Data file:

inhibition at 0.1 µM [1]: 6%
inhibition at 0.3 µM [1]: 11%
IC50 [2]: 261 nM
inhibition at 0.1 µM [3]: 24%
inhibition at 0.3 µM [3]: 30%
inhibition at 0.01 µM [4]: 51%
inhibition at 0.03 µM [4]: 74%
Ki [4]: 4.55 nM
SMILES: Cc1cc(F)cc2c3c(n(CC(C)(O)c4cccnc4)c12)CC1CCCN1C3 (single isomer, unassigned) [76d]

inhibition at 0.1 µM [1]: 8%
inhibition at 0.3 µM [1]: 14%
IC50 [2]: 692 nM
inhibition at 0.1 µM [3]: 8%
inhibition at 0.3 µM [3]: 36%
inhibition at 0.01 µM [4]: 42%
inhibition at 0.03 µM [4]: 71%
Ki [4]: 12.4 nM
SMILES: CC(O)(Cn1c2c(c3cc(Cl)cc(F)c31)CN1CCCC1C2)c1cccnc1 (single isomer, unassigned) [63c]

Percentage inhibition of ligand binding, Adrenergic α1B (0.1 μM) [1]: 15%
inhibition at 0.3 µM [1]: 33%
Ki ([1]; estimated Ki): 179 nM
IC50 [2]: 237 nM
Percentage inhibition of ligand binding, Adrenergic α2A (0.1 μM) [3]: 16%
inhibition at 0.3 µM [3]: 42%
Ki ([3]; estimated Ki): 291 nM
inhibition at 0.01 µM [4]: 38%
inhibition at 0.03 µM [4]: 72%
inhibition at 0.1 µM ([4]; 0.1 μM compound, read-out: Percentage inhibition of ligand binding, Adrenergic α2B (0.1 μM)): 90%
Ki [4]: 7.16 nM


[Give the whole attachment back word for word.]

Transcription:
inhibition at 0.1 µM [1]: 6%
inhibition at 0.3 µM [1]: 11%
IC50 [2]: 261 nM
inhibition at 0.1 µM [3]: 24%
inhibition at 0.3 µM [3]: 30%
inhibition at 0.01 µM [4]: 51%
inhibition at 0.03 µM [4]: 74%
Ki [4]: 4.55 nM
SMILES: Cc1cc(F)cc2c3c(n(CC(C)(O)c4cccnc4)c12)CC1CCCN1C3 (single isomer, unassigned) [76d]

inhibition at 0.1 µM [1]: 8%
inhibition at 0.3 µM [1]: 14%
IC50 [2]: 692 nM
inhibition at 0.1 µM [3]: 8%
inhibition at 0.3 µM [3]: 36%
inhibition at 0.01 µM [4]: 42%
inhibition at 0.03 µM [4]: 71%
Ki [4]: 12.4 nM
SMILES: CC(O)(Cn1c2c(c3cc(Cl)cc(F)c31)CN1CCCC1C2)c1cccnc1 (single isomer, unassigned) [63c]

Percentage inhibition of ligand binding, Adrenergic α1B (0.1 μM) [1]: 15%
inhibition at 0.3 µM [1]: 33%
Ki ([1]; estimated Ki): 179 nM
IC50 [2]: 237 nM
Percentage inhibition of ligand binding, Adrenergic α2A (0.1 μM) [3]: 16%
inhibition at 0.3 µM [3]: 42%
Ki ([3]; estimated Ki): 291 nM
inhibition at 0.01 µM [4]: 38%
inhibition at 0.03 µM [4]: 72%
inhibition at 0.1 µM ([4]; 0.1 μM compound, read-out: Percentage inhibition of ligand binding, Adrenergic α2B (0.1 μM)): 90%
Ki [4]: 7.16 nM